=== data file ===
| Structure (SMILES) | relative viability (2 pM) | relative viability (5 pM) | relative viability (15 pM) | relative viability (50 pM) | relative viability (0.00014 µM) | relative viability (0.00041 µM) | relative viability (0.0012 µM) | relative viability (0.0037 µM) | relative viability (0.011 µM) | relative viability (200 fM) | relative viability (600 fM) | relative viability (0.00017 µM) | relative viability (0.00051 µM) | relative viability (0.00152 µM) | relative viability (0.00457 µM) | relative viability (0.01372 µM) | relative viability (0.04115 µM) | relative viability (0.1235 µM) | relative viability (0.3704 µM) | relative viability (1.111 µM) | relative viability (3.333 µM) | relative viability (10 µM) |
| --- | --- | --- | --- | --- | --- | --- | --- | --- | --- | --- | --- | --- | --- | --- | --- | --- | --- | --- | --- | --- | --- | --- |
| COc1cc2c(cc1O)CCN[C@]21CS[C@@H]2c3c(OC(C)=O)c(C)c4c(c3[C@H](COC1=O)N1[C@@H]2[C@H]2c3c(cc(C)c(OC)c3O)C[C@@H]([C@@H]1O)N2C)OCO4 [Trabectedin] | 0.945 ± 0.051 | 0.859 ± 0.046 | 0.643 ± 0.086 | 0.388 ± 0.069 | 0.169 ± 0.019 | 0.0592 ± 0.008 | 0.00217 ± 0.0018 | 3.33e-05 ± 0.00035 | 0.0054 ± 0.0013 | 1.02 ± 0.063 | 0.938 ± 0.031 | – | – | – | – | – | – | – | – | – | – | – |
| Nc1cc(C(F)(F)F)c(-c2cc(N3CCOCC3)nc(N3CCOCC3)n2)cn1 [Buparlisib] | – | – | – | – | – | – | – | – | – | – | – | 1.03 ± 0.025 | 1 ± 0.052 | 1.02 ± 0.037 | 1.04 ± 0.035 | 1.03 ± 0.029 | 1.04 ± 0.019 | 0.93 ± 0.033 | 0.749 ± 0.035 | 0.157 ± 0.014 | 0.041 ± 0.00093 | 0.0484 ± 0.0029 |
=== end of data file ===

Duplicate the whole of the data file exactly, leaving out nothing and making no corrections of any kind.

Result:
| Structure (SMILES) | relative viability (2 pM) | relative viability (5 pM) | relative viability (15 pM) | relative viability (50 pM) | relative viability (0.00014 µM) | relative viability (0.00041 µM) | relative viability (0.0012 µM) | relative viability (0.0037 µM) | relative viability (0.011 µM) | relative viability (200 fM) | relative viability (600 fM) | relative viability (0.00017 µM) | relative viability (0.00051 µM) | relative viability (0.00152 µM) | relative viability (0.00457 µM) | relative viability (0.01372 µM) | relative viability (0.04115 µM) | relative viability (0.1235 µM) | relative viability (0.3704 µM) | relative viability (1.111 µM) | relative viability (3.333 µM) | relative viability (10 µM) |
| --- | --- | --- | --- | --- | --- | --- | --- | --- | --- | --- | --- | --- | --- | --- | --- | --- | --- | --- | --- | --- | --- | --- |
| COc1cc2c(cc1O)CCN[C@]21CS[C@@H]2c3c(OC(C)=O)c(C)c4c(c3[C@H](COC1=O)N1[C@@H]2[C@H]2c3c(cc(C)c(OC)c3O)C[C@@H]([C@@H]1O)N2C)OCO4 [Trabectedin] | 0.945 ± 0.051 | 0.859 ± 0.046 | 0.643 ± 0.086 | 0.388 ± 0.069 | 0.169 ± 0.019 | 0.0592 ± 0.008 | 0.00217 ± 0.0018 | 3.33e-05 ± 0.00035 | 0.0054 ± 0.0013 | 1.02 ± 0.063 | 0.938 ± 0.031 | – | – | – | – | – | – | – | – | – | – | – |
| Nc1cc(C(F)(F)F)c(-c2cc(N3CCOCC3)nc(N3CCOCC3)n2)cn1 [Buparlisib] | – | – | – | – | – | – | – | – | – | – | – | 1.03 ± 0.025 | 1 ± 0.052 | 1.02 ± 0.037 | 1.04 ± 0.035 | 1.03 ± 0.029 | 1.04 ± 0.019 | 0.93 ± 0.033 | 0.749 ± 0.035 | 0.157 ± 0.014 | 0.041 ± 0.00093 | 0.0484 ± 0.0029 |